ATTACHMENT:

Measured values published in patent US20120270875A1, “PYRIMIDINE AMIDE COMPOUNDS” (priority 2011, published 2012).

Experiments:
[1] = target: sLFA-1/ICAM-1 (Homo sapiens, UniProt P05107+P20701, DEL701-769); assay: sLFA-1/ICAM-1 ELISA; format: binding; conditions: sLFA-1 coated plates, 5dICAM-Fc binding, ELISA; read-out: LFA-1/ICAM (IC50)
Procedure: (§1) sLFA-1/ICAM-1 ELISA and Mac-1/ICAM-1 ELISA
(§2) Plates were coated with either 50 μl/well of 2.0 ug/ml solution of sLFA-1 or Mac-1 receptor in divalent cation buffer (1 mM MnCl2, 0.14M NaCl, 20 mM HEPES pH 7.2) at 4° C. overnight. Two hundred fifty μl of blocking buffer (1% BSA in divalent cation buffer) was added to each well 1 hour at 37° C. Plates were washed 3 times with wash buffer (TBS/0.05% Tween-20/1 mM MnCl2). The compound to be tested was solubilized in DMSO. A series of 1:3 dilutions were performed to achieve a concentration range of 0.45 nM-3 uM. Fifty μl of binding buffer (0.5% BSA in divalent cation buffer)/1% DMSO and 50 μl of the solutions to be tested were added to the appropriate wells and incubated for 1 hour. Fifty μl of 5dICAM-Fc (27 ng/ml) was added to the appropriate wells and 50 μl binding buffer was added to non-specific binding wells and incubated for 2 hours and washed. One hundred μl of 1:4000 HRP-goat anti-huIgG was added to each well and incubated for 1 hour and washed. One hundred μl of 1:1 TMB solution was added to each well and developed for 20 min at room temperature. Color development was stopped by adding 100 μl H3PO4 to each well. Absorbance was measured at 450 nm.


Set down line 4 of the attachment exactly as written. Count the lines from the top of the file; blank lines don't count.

Procedure: (§1) sLFA-1/ICAM-1 ELISA and Mac-1/ICAM-1 ELISA